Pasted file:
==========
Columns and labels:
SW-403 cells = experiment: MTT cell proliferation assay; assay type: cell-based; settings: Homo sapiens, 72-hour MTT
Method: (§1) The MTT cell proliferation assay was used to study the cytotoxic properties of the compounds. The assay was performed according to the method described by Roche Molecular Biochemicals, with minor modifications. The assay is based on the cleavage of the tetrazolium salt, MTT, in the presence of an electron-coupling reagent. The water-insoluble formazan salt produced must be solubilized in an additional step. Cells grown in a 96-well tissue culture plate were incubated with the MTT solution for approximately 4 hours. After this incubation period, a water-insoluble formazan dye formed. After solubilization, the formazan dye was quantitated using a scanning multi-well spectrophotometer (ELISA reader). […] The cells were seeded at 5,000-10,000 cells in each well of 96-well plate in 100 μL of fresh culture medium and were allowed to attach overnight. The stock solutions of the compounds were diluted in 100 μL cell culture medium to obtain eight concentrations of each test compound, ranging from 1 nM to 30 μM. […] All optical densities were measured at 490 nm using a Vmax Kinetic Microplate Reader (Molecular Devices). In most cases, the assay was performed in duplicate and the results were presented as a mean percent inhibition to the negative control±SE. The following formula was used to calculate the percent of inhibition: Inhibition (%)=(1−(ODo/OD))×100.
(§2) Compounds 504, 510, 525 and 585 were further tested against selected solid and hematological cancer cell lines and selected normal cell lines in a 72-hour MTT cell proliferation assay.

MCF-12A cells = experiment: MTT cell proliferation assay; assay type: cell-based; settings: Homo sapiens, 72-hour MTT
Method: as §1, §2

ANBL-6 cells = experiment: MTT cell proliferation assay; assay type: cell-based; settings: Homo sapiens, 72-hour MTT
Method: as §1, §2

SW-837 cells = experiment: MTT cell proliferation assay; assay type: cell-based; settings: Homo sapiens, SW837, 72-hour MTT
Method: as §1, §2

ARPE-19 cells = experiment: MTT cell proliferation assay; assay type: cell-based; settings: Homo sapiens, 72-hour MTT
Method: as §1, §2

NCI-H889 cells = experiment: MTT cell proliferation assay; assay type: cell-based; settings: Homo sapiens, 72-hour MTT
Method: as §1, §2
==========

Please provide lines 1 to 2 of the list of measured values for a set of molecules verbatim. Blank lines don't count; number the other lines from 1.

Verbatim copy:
Columns and labels:
SW-403 cells = experiment: MTT cell proliferation assay; assay type: cell-based; settings: Homo sapiens, 72-hour MTT